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17 Easy DIY Holiday Candle Holders

Is there any time of the year other than the holiday season that’s more appropriate for putting pretty candles around your home? Well, maybe Halloween, but most of those candles are hidden inside pumpkins anyway. Whether you need a centerpiece for a turkey dinner or some big pillar candles to light up your darkened windows once the sun goes down, there are all sorts of festive ways to dress up your candles easily and cheaply for the holidays. Here are 17 DIY ideas to consider!

A Woodland Christmas

Feeling the rustic look this season? Winter foliage is a great way to dress up your home for the holidays, and believe it or not, chunks of wood can make the perfect candle holders. Take a look at this project from Marty’s Musings, which only requires a bit of carving to make room for some red tea lights.

Rustic wood candle holders with red tea lights
Rustic wood candle holders with red tea lights

Likewise, pinecones can work in a similar way — if you can find ones that are big enough to fit candles. You may be able to pick up some artificial pinecones from any craft store too. Check out these glittery pinecone candle holders from A Little Loveliness.

Glittery pinecone candle holders with white tea lights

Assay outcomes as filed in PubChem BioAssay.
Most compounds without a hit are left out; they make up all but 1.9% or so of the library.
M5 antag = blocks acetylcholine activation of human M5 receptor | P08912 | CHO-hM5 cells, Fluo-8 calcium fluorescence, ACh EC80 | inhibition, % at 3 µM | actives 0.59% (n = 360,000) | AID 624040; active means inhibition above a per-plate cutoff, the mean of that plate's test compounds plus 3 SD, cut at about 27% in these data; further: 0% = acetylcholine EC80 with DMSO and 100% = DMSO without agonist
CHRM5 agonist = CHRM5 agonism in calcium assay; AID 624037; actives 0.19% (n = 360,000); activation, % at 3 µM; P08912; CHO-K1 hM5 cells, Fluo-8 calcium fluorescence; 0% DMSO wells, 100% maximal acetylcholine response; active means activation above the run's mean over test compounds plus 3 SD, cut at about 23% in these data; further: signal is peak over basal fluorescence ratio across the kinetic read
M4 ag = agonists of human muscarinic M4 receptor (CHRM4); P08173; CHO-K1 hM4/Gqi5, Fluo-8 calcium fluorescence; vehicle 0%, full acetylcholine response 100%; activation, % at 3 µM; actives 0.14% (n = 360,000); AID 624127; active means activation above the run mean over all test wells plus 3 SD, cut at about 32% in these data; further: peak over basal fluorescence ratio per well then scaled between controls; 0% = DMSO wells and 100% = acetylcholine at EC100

Glittery pinecone candle holders with white tea lights

If you were intrigued by the first idea with the wood chunks, you should consider using birch wood if you’d like to add some extra designs to its bark. Etsy shop Twigs and Blossoms sells these candle holders with snowflake designs occasionally, if you want to buy them readymade.

Birch wood candle holder with snowflake designs
Birch wood candle holder with snowflake designs

For a natural way to bring the lovely scent of cinnamon into your home, try wrapping large pillar candles in cinnamon sticks like these selections from Home Stories A to Z. The warmth of the candle will warm up the sticks to help stimulate their beautiful aroma!

Pillar candles wrapped in cinnamon sticks
Pillar candles wrapped in cinnamon sticks

Cozy by the Fire

It turns out sweaters aren’t just for people, small dogs, or hairless cats. You can put sweater-like knits on some plain-looking pillar candles too, like these gorgeous sweater sleeves featured by Digs Digs. I’d suggest putting the candles in glass cylinders first and placing the knitted wool over the glass to prevent fires.

Pillar candles with knitted sweater sleeves
Pillar candles with knitted sweater sleeves

Sweet Treats

Got some extra Christmas candy lying around? Do your waistline a bit of a favor by using them for decoration instead of eating them. Etsy shop Pine Knobs and Crickets sells these cute little mason jar candle holders filled with candies, which are easy enough to make on your own too.

Mason jars filled with Christmas candies and candles
Mason jars filled with Christmas candies and candles

Stonewall Kitchen puts a different twist on the Christmas candy idea by gluing them to large pillar candles.

Christmas candies glued to white pillar candles
Christmas candies glued to white pillar candles

For taper candles, candy canes can be used to match their length. Check out this neat idea from Be What We Love.